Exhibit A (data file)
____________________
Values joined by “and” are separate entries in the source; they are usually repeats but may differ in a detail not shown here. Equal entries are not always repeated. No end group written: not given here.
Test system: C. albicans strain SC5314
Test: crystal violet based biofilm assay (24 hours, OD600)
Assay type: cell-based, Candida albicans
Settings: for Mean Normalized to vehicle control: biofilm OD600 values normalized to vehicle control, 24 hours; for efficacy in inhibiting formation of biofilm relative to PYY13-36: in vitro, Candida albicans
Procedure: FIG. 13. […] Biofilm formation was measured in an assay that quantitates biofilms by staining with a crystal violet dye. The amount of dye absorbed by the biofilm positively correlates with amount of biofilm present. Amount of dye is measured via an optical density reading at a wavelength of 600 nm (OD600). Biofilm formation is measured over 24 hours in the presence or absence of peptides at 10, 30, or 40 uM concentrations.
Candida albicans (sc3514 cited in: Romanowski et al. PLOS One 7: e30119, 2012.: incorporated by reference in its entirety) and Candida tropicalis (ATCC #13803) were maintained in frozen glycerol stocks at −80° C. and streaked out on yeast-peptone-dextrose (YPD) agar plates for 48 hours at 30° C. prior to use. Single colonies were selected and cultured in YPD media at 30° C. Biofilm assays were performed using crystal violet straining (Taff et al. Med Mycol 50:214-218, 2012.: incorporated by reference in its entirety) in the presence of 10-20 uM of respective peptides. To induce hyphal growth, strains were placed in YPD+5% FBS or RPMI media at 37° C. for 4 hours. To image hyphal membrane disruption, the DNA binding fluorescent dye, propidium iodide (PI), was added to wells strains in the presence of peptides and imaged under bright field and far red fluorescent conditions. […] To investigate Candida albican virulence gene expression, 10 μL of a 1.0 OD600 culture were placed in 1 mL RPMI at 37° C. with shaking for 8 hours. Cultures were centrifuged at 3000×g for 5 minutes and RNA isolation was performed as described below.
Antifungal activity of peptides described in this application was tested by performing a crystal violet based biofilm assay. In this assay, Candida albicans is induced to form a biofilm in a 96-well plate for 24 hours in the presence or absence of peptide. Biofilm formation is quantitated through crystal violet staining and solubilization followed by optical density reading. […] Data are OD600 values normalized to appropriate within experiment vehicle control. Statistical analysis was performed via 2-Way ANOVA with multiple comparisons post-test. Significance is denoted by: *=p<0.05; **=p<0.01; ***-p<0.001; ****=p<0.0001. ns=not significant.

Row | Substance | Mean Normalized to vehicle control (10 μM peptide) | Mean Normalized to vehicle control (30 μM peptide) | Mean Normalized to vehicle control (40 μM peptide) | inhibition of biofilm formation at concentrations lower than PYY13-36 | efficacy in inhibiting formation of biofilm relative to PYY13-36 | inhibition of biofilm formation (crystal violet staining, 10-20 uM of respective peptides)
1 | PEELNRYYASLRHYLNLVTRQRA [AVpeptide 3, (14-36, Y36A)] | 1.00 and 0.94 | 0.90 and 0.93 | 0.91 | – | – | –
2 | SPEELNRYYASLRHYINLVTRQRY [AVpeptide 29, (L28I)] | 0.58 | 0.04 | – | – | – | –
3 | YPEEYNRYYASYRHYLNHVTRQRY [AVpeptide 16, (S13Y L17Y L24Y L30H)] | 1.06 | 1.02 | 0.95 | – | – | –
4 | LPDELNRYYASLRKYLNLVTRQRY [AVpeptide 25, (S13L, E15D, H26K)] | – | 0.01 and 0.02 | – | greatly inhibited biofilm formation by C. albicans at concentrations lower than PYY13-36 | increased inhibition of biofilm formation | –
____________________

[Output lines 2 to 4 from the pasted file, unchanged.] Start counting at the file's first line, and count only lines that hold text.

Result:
Test system: C. albicans strain SC5314
Test: crystal violet based biofilm assay (24 hours, OD600)
Assay type: cell-based, Candida albicans